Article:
The earliest roots of jazz dance stem from African culture. In Africa, dances are performed to celebrate the cycles of life: birth, puberty, marriage and death. Dance is an expression of cultural beliefs for African children, adults and the elderly. African dance involves the use of musical instruments such as drums, string instruments, bells, reed pipes and various percussion instruments.
Africans taken to America as slaves continued to express themselves through dance. The European background of the plantation owners has influenced the dance, even though it is still based on African traditions, to change. From 1805 to 1880, the slaves were allowed to express themselves through Native American dance in New Orleans’ Congo Square. This is because their French and Spanish Catholic owners believed that giving the slaves the opportunity to dance under supervision would make the slaves happier and prevent them from rebellion and from performing secret voodoo dances.
Caucasians began to intensify their faces and imitate slave dancers in the 19th century. John Durang, one of America’s first professional dancers, described some of his performances as containing a movement of slave dancers called ‘shuffles’. The first international jazz dance to imitate slave dancers was ‘Jump Jim Crow’, performed in 1828 by Thomas Rice. ‘Jump Jim Crow’ copied the movement of a paralyzed slave and became the basis of an era of American entertainment based on an immortal stereotyping of a dancing slave.
The Minstrel show was another major influence on American jazz dance. The Minstrel show was popular from 1845 to 1900 and consisted of comic sketches, various actions, dance and music performed by white people who darkened their faces to look black. The minstrel show was performed by a group of up to 50 artists who portrayed black people as ignorant, lazy, superstitious, joyful and musical. Minstrel shows lasted as professional entertainment until 1910. Colleges, fraternities and local theaters continued to present amateur minstrel performances until the 1960s. When the civilian movement began and African Americans gained more political power, minstrel shows lost popularity.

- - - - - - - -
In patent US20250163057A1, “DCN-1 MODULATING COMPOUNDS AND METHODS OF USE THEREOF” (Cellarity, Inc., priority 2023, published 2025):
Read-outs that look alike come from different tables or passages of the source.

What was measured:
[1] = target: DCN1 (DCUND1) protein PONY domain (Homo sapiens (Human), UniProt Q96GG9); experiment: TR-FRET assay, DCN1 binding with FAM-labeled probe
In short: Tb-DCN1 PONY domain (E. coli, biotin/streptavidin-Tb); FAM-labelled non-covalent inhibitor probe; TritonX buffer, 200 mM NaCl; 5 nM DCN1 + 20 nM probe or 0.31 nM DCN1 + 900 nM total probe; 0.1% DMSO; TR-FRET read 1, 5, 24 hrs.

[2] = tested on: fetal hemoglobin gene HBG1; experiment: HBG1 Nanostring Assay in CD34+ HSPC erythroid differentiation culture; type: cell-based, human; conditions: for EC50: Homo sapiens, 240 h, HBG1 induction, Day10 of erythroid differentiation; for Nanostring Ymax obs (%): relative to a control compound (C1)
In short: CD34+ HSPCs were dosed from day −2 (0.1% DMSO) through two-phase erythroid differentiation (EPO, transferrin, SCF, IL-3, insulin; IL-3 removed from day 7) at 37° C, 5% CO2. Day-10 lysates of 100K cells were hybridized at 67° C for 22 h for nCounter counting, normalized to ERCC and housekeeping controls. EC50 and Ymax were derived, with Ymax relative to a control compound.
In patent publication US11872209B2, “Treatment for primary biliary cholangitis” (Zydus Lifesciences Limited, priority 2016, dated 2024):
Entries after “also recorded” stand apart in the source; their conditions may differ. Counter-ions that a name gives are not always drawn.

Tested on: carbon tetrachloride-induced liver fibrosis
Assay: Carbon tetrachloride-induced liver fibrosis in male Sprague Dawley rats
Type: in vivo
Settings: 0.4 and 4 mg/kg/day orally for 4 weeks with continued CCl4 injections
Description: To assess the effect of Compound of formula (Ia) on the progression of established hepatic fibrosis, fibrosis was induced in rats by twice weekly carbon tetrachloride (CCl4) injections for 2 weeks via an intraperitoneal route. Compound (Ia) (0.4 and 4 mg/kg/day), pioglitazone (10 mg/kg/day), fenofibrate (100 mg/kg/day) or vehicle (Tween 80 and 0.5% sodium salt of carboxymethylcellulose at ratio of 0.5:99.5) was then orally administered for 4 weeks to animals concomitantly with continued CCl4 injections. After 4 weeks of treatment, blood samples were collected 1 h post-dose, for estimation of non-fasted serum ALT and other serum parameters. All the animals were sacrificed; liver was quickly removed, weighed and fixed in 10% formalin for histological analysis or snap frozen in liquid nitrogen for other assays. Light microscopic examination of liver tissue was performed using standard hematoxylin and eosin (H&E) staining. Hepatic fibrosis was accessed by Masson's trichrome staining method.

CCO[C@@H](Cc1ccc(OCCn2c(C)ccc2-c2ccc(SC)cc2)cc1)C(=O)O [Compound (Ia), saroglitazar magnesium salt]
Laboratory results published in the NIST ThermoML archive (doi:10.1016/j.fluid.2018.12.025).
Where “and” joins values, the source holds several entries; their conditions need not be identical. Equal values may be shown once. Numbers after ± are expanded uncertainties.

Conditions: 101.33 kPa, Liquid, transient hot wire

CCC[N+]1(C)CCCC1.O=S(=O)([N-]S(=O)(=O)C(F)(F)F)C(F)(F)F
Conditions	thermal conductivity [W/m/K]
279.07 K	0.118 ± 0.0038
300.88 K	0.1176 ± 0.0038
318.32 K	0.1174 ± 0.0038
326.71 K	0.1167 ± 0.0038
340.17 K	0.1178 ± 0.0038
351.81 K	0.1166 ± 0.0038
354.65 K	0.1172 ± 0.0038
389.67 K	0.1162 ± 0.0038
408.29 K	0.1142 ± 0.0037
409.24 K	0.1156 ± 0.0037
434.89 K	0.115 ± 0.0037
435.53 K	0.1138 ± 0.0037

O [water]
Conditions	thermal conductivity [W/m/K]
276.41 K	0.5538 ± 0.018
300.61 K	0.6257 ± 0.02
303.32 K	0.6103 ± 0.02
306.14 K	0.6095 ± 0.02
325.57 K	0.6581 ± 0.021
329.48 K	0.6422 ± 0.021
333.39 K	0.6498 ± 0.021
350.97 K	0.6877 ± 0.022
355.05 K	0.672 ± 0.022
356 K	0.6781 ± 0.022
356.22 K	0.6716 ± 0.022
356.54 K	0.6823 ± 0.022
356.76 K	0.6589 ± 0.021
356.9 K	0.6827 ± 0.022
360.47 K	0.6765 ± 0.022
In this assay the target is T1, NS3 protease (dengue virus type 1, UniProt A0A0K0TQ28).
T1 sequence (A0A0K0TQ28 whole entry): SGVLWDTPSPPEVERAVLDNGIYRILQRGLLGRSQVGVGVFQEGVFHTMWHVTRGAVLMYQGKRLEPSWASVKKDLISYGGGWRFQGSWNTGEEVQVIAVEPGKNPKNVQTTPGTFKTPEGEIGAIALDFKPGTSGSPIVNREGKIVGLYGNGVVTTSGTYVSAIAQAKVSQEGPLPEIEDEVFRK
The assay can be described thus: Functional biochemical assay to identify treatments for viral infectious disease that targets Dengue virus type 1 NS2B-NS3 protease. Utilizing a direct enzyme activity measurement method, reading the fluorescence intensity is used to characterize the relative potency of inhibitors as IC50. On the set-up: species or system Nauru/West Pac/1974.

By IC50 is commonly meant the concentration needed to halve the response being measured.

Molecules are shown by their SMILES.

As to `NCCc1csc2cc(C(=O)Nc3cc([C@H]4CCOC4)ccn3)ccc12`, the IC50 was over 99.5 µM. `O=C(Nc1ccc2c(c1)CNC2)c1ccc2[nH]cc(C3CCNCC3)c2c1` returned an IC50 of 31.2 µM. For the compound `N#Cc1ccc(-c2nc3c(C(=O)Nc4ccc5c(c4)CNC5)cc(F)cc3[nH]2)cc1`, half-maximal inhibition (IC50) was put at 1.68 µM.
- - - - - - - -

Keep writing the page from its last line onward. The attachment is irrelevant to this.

Since the 1920s, jazz dance has been an ever-evolving form of popular and artistic performance. The 1940s was a time of revolution for jazz dance. Study instruction for jazz dance required as much as classical ballet. Jazz then began appearing in vaudeville acts, Broadway shows and musicals. Modern jazz has been developed by the choreographer of dance masters such as Bob Fosse, whose work is imitated in jazz dance shows such as ‘Chicago’ and ‘Cabaret’. The history of jazz dance began in Africa. Jazz dance has changed, as has popular culture, over the decades. Individuality and improvisation are critical components of dance, which has made it possible to continue to develop over time. African slaves inspired their owners and other Caucasians to add their contributions to dance, which has now become a type of art taught in studios and performed in Broadway programs and other musicals.